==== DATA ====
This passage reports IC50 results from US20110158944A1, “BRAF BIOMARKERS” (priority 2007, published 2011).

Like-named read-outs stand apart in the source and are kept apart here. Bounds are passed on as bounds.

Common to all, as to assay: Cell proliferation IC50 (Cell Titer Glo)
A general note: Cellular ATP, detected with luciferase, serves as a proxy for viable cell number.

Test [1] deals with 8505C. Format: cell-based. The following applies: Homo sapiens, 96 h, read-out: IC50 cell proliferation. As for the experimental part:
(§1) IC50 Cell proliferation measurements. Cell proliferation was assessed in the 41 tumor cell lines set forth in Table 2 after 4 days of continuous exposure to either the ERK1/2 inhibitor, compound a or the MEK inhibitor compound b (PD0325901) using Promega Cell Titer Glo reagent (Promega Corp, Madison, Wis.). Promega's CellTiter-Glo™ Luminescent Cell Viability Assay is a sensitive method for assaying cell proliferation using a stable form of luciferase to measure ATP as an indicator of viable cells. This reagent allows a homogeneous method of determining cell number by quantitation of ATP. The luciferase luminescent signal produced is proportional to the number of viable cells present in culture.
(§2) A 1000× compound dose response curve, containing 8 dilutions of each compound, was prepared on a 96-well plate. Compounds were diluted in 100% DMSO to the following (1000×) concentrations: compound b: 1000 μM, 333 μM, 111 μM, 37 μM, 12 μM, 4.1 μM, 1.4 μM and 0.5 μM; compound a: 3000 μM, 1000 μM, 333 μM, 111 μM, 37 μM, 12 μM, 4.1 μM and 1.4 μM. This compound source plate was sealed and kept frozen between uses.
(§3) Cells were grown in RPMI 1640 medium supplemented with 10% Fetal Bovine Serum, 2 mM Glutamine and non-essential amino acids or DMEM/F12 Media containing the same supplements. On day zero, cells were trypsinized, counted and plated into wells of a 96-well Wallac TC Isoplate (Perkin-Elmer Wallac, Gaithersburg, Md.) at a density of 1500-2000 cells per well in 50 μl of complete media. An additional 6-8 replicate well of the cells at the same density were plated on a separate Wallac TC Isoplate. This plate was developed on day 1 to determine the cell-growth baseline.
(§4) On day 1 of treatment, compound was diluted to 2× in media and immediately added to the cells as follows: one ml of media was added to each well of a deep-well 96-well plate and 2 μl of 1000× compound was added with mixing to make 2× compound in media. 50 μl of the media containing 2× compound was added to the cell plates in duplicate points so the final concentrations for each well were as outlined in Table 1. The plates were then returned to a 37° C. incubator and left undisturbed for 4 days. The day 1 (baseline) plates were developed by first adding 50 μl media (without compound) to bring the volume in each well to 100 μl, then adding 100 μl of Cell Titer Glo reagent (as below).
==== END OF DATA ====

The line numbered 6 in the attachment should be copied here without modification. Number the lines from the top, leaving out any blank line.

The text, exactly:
(§1) IC50 Cell proliferation measurements. Cell proliferation was assessed in the 41 tumor cell lines set forth in Table 2 after 4 days of continuous exposure to either the ERK1/2 inhibitor, compound a or the MEK inhibitor compound b (PD0325901) using Promega Cell Titer Glo reagent (Promega Corp, Madison, Wis.). Promega's CellTiter-Glo™ Luminescent Cell Viability Assay is a sensitive method for assaying cell proliferation using a stable form of luciferase to measure ATP as an indicator of viable cells. This reagent allows a homogeneous method of determining cell number by quantitation of ATP. The luciferase luminescent signal produced is proportional to the number of viable cells present in culture.